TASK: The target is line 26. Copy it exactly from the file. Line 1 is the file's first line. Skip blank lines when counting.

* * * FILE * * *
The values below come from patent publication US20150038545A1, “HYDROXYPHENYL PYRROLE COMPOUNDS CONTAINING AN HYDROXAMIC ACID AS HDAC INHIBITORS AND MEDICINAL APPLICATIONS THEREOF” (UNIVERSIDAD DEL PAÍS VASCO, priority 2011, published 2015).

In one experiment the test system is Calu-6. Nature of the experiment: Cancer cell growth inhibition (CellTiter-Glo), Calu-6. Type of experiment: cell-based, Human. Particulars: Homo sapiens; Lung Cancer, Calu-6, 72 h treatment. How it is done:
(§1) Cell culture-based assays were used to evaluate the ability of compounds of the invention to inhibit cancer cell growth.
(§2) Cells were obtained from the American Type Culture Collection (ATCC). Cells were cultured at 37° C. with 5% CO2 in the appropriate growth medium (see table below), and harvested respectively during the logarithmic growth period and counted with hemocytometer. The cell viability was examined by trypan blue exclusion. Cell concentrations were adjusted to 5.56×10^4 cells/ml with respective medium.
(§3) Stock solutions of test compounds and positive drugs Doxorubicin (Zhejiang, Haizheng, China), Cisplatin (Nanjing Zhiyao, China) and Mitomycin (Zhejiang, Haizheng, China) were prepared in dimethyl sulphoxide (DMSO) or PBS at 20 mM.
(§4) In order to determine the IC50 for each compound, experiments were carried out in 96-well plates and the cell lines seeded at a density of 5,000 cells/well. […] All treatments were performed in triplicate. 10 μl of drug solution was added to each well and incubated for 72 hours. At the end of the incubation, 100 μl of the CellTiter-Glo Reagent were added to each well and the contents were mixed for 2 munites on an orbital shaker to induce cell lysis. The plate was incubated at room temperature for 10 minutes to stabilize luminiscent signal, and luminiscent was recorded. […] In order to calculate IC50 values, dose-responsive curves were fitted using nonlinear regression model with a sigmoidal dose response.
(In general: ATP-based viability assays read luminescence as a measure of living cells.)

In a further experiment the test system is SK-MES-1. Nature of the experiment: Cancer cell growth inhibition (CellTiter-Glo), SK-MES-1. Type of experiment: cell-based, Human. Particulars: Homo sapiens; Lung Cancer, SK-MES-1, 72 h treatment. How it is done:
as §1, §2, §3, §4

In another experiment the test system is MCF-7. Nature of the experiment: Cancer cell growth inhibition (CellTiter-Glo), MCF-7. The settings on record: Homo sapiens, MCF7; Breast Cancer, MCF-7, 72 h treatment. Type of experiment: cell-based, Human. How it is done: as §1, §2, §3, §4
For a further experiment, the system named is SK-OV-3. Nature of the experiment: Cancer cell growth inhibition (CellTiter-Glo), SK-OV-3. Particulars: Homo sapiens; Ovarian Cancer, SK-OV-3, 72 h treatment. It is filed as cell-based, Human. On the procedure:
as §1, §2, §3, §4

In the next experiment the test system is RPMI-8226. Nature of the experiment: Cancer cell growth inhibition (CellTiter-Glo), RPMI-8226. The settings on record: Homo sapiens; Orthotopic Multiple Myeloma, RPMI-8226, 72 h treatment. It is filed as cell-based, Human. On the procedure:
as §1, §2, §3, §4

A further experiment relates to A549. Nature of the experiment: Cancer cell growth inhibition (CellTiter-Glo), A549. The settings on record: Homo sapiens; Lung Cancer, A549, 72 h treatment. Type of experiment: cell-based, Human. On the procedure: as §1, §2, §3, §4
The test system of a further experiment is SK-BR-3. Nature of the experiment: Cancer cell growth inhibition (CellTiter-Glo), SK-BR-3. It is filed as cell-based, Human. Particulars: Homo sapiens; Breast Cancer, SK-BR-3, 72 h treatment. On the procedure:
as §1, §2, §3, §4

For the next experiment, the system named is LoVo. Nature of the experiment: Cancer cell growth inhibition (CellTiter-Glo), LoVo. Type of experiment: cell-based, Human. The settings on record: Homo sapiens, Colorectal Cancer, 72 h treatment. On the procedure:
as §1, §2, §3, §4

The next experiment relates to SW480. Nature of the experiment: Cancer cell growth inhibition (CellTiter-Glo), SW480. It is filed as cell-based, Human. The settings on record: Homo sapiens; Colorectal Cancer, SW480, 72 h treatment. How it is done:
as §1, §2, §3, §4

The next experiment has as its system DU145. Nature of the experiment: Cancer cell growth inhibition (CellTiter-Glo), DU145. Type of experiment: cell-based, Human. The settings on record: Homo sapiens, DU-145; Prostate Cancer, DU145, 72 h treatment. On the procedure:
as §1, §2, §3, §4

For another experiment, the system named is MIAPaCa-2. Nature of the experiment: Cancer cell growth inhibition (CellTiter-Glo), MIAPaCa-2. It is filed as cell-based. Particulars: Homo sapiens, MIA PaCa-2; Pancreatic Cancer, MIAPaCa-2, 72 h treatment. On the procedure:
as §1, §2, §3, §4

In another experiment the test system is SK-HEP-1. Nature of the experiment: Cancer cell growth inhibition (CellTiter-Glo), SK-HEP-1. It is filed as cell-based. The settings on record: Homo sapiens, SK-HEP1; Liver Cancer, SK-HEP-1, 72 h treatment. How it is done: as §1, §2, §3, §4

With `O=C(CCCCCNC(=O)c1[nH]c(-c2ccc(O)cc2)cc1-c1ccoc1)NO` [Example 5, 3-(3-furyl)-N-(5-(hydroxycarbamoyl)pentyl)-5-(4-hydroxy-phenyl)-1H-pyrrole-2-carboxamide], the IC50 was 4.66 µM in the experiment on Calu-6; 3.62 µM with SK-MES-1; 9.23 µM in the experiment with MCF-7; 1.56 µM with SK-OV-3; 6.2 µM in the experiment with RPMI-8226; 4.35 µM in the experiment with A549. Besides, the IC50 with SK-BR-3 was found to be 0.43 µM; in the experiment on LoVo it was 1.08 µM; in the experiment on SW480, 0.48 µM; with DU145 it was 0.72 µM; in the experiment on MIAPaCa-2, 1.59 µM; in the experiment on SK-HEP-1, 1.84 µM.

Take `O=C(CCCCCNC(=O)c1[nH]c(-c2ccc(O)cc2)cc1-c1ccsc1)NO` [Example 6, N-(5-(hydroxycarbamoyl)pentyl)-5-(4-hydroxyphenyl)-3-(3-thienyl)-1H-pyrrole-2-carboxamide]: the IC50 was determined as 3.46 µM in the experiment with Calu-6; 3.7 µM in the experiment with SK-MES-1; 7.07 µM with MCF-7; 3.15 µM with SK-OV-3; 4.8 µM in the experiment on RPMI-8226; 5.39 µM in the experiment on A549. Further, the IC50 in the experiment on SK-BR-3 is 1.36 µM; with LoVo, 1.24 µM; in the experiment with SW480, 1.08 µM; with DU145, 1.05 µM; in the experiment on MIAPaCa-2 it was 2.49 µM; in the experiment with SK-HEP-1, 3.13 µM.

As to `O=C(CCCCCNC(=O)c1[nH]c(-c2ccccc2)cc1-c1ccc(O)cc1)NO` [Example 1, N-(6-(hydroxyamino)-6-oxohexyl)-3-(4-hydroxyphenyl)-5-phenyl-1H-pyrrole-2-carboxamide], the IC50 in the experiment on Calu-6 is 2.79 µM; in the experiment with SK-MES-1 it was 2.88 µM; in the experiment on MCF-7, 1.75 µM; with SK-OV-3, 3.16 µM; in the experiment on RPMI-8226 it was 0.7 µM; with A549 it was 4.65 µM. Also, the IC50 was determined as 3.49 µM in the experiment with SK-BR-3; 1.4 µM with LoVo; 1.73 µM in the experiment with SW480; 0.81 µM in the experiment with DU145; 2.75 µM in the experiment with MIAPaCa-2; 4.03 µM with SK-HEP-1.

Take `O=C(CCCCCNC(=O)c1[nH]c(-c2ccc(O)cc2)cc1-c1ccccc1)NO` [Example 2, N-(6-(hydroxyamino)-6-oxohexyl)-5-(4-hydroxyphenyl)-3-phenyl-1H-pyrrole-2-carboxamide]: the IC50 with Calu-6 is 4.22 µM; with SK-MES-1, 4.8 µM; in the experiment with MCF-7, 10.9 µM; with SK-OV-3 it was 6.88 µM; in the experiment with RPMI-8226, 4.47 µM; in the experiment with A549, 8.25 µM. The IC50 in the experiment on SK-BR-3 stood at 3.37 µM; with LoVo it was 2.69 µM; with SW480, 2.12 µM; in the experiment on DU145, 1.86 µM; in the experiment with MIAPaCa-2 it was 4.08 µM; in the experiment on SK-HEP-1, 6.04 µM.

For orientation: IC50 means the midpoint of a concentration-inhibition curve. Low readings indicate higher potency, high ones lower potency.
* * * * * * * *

In another experiment the test system is SK-HEP-1. Nature of the experiment: Cancer cell growth inhibition (CellTiter-Glo), SK-HEP-1. It is filed as cell-based. The settings on record: Homo sapiens, SK-HEP1; Liver Cancer, SK-HEP-1, 72 h treatment. How it is done: as §1, §2, §3, §4